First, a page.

Love To Skate? Head To Vancouver
It’s a city that’s encouraging of skaters of every ilk.
From parks through to policy, it’s a city that’s accessible for and encouraging of skaters of every ilk.
Skate parks aplenty
If you want to skate, you need adequate space in which to do so – that’s a no-brainer. Vancouver knows this, and as such has a range of skate parks dotted around the city.
The Downtown Skate Plaza (above) was the first skate plaza in the world, and consumes a massive 2350 square metres of space under the viaducts of two major city bridges. Protected from rain and wind, it’s an all-weather venue, is in a central location and is accessible all day, every day.
Then there’s Leeside Tunnel skate park, a 7m-high, 49m-long tunnel named after artist and skateboarder Lee Matasi. There’s also extensive skating space at the University of British Columbia campus, North America’s first official university skate park.
Kensington Skate Park contains a swimming pool-style bowl that’s 3m deep at one end and a more modest one-and-a-half at the other. From this park, you also score great views of the surrounding North Shore Mountains, making it perfect for shaking off a stack.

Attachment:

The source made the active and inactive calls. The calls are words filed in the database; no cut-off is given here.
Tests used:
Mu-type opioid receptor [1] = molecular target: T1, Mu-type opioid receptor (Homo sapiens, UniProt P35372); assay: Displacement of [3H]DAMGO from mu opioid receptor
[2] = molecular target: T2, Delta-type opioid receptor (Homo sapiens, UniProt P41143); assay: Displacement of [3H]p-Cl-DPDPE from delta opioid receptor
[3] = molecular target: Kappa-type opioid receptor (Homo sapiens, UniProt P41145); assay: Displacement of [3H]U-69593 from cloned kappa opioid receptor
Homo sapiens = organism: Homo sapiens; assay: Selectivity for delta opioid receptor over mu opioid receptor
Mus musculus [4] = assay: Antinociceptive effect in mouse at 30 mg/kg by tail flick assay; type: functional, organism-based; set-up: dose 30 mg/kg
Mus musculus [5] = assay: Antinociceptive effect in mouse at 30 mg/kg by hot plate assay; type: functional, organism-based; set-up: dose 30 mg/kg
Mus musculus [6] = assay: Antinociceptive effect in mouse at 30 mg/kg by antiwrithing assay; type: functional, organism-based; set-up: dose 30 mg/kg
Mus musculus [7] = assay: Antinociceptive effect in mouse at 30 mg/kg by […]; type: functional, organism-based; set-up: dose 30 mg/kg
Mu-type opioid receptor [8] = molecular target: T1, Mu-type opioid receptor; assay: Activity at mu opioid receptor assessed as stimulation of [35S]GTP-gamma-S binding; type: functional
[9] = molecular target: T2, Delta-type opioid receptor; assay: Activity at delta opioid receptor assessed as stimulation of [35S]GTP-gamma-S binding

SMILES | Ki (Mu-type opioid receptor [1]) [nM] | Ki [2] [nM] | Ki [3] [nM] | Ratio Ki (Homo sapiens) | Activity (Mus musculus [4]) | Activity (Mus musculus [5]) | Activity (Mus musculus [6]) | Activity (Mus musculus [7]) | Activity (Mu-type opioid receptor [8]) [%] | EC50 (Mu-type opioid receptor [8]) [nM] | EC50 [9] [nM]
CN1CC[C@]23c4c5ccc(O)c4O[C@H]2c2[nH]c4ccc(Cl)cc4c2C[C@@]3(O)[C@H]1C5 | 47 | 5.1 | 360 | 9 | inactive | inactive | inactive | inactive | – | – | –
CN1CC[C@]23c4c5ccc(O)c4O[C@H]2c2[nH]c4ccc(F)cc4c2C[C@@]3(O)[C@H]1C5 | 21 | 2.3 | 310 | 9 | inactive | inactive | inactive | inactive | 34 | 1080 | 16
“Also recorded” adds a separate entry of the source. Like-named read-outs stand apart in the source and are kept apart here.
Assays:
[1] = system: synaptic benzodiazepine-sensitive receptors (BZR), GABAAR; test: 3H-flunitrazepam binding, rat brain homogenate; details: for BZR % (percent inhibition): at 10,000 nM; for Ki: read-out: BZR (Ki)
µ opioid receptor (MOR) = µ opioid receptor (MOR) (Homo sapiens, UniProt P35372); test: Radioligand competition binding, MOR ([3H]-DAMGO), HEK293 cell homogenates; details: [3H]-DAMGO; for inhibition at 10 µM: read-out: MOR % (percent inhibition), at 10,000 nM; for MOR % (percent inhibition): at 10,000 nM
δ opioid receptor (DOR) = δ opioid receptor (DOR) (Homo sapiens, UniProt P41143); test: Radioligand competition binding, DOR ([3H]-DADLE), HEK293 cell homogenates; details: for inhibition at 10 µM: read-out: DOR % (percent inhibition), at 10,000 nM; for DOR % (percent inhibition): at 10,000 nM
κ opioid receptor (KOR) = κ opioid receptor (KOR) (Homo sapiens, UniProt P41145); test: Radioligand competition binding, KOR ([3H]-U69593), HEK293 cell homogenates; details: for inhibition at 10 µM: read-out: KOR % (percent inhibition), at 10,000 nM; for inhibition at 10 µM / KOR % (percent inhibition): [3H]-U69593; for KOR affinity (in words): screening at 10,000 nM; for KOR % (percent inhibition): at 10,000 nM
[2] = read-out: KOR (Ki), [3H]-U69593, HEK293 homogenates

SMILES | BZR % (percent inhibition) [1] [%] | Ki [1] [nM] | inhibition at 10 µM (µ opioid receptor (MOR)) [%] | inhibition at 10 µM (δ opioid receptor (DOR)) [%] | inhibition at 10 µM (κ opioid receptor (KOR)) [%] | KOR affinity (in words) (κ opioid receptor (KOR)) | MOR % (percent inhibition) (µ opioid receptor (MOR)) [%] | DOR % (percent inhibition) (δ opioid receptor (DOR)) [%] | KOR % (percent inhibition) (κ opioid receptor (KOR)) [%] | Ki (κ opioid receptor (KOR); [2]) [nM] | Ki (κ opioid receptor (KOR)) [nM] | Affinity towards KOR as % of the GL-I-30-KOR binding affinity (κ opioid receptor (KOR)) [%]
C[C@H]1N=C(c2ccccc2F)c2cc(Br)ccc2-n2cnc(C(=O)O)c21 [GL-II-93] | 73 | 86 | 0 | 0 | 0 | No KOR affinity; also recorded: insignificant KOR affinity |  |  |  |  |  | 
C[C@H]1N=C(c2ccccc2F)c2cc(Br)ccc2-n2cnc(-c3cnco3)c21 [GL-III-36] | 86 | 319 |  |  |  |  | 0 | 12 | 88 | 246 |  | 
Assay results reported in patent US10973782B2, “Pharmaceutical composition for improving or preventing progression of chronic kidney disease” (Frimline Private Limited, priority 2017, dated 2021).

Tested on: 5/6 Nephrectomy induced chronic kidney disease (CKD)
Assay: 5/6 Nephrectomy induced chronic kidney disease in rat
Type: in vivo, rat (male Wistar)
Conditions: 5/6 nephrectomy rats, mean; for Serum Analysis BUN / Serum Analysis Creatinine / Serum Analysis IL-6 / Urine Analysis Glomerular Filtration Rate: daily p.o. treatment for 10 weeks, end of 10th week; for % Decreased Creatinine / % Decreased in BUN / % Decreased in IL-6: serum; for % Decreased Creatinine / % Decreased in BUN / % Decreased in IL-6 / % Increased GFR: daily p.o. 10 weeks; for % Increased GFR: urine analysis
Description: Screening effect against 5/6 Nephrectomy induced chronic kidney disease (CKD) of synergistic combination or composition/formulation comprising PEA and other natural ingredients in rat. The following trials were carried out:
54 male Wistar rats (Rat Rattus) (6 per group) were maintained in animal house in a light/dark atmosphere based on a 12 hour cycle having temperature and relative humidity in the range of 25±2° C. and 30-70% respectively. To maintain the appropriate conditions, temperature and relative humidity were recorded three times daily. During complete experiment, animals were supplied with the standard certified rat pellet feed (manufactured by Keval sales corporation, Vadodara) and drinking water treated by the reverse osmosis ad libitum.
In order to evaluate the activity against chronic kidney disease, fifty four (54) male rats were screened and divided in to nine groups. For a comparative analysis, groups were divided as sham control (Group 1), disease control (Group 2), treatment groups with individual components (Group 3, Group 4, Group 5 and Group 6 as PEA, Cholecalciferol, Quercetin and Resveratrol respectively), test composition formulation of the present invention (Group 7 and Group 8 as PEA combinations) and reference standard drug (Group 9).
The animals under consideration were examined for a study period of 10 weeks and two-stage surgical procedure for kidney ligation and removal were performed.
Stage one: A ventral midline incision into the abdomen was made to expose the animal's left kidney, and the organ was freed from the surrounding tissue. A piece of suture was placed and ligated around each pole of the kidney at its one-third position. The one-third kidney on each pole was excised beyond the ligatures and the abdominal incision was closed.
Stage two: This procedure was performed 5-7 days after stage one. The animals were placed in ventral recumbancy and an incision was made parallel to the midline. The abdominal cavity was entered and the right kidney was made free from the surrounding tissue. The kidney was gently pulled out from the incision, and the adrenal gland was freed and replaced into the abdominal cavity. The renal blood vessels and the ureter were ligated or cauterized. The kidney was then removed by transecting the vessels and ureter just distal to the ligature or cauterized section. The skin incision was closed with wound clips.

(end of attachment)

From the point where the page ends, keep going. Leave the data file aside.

Bonsor or Metro skate park is highly reputed in British Columbia, and was built with all levels of skateboarders in mind. It bears a full-pipe and half-pipe, and has excellent viewing platforms for spectators.
Hastings Skate park is the preferred park for major skate competitions and tours, hosting the Vans Park Series in both 2016 and 2017. Created by Jim Barnum, a local sponsored skateboarder and skate park-design specialist, this park is regarded as one of the best in the world.
The skateboard strategy
In this skateboarders’ wonderland, there’s also considerable government support for the sport.
In 2005, Vancouver’s Board of Parks and Recreation implemented a comprehensive Skateboard Strategy that aimed to increase the number and even distribution of skate parks in Vancouver.
It’s undergone several amendments and updates, and the council are in regular consultation with the skateboarding community to ensure the best outcomes.
In addition to an abundance of skate parks and local government support, there are several independent groups in Vancouver that meet regularly to ensure the protection of public facilities and the skating community.
The Vancouver Skateboard Coalition, for example, was founded in 1999 and operates as “Vancouver’s voice for skateboarding”.
It makes submissions to government when planning threatens access to skate parks, conducts surveys within the community to better understand their needs, and promote mentoring between advanced and junior skaters.
Go skate day
Thought it couldn’t get any better? In Vancouver, there are annual city-wide skate competitions, such as Go Skate Day.
Oh, and did you know that your skateboard can be packed in with checked luggage on Qantas flights? No need to disassemble!
(Lead image: Drew Hays)